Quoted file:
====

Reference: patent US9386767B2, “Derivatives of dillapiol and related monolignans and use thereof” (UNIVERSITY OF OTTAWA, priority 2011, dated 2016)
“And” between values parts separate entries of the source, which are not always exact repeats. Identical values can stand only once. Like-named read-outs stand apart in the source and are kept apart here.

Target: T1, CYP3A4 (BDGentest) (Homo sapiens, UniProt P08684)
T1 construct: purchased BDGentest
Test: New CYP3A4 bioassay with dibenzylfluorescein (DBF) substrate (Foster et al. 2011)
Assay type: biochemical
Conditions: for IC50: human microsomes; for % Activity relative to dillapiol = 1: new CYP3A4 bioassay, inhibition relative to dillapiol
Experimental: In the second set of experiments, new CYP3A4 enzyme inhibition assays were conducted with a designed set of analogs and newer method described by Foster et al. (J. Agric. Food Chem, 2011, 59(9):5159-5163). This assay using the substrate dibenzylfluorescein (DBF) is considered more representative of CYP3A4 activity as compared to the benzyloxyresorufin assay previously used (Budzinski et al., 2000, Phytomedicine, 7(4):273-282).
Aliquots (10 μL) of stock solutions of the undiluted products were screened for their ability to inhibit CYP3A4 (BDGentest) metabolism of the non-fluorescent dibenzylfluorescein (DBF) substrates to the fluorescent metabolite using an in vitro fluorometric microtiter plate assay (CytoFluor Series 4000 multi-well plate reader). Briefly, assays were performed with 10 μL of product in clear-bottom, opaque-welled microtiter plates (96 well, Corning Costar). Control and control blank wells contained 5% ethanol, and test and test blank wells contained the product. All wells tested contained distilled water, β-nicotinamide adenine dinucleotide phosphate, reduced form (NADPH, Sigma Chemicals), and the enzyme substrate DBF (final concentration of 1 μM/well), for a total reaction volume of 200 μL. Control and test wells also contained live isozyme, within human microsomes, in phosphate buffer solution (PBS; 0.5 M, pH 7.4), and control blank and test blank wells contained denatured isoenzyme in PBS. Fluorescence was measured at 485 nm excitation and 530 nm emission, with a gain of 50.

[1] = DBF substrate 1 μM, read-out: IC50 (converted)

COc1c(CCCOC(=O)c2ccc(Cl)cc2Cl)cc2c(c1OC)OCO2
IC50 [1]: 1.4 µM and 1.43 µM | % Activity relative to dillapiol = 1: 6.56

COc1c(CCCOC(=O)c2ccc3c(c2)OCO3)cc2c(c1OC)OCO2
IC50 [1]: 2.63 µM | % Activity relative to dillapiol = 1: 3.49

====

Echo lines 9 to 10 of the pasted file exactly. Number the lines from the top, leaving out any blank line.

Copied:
Aliquots (10 μL) of stock solutions of the undiluted products were screened for their ability to inhibit CYP3A4 (BDGentest) metabolism of the non-fluorescent dibenzylfluorescein (DBF) substrates to the fluorescent metabolite using an in vitro fluorometric microtiter plate assay (CytoFluor Series 4000 multi-well plate reader). Briefly, assays were performed with 10 μL of product in clear-bottom, opaque-welled microtiter plates (96 well, Corning Costar). Control and control blank wells contained 5% ethanol, and test and test blank wells contained the product. All wells tested contained distilled water, β-nicotinamide adenine dinucleotide phosphate, reduced form (NADPH, Sigma Chemicals), and the enzyme substrate DBF (final concentration of 1 μM/well), for a total reaction volume of 200 μL. Control and test wells also contained live isozyme, within human microsomes, in phosphate buffer solution (PBS; 0.5 M, pH 7.4), and control blank and test blank wells contained denatured isoenzyme in PBS. Fluorescence was measured at 485 nm excitation and 530 nm emission, with a gain of 50.

[1] = DBF substrate 1 μM, read-out: IC50 (converted)